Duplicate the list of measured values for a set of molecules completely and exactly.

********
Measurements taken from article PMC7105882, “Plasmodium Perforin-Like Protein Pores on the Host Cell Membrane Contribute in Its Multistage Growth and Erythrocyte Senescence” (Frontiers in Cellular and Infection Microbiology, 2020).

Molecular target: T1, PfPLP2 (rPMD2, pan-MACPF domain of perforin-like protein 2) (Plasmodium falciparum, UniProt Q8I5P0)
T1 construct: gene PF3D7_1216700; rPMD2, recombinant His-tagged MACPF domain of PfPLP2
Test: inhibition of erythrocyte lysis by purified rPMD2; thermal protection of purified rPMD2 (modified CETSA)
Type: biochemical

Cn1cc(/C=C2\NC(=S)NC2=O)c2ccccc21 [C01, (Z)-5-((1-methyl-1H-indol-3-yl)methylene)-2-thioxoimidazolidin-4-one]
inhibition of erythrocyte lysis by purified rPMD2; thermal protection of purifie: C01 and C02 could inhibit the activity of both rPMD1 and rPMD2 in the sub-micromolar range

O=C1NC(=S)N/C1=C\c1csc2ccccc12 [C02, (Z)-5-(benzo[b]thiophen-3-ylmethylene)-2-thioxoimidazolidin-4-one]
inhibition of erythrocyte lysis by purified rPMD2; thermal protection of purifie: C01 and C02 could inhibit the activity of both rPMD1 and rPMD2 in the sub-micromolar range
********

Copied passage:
Measurements taken from article PMC7105882, “Plasmodium Perforin-Like Protein Pores on the Host Cell Membrane Contribute in Its Multistage Growth and Erythrocyte Senescence” (Frontiers in Cellular and Infection Microbiology, 2020).

Molecular target: T1, PfPLP2 (rPMD2, pan-MACPF domain of perforin-like protein 2) (Plasmodium falciparum, UniProt Q8I5P0)
T1 construct: gene PF3D7_1216700; rPMD2, recombinant His-tagged MACPF domain of PfPLP2
Test: inhibition of erythrocyte lysis by purified rPMD2; thermal protection of purified rPMD2 (modified CETSA)
Type: biochemical

Cn1cc(/C=C2\NC(=S)NC2=O)c2ccccc21 [C01, (Z)-5-((1-methyl-1H-indol-3-yl)methylene)-2-thioxoimidazolidin-4-one]
inhibition of erythrocyte lysis by purified rPMD2; thermal protection of purifie: C01 and C02 could inhibit the activity of both rPMD1 and rPMD2 in the sub-micromolar range

O=C1NC(=S)N/C1=C\c1csc2ccccc12 [C02, (Z)-5-(benzo[b]thiophen-3-ylmethylene)-2-thioxoimidazolidin-4-one]
inhibition of erythrocyte lysis by purified rPMD2; thermal protection of purifie: C01 and C02 could inhibit the activity of both rPMD1 and rPMD2 in the sub-micromolar range